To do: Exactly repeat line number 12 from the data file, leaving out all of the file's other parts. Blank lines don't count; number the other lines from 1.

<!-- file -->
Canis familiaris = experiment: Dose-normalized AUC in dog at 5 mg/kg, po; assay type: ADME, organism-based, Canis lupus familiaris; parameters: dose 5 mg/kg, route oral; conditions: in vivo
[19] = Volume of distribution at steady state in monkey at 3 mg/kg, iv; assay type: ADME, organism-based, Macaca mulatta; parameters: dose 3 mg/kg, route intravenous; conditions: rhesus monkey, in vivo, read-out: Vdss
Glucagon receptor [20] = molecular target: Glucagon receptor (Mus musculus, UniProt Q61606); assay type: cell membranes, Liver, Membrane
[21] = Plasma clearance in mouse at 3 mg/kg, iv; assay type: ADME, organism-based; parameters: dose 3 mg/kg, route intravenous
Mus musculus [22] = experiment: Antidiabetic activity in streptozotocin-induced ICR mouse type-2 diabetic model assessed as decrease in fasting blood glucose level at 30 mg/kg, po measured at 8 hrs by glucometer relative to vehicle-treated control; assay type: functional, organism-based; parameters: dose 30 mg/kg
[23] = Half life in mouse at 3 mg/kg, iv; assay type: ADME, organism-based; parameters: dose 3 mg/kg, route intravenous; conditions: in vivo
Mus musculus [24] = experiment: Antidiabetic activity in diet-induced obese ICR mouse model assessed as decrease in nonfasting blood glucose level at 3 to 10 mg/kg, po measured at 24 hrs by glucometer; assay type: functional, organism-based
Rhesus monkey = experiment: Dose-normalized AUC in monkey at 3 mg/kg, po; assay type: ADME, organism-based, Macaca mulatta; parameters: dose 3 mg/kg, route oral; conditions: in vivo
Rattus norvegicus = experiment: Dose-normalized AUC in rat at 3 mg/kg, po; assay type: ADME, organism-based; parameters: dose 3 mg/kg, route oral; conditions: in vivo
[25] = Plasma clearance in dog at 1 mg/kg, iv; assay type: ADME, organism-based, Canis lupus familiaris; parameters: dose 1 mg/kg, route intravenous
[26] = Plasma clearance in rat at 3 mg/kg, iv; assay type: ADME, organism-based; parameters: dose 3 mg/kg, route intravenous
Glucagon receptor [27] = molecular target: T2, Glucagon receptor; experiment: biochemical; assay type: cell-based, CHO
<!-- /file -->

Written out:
Glucagon receptor [27] = molecular target: T2, Glucagon receptor; experiment: biochemical; assay type: cell-based, CHO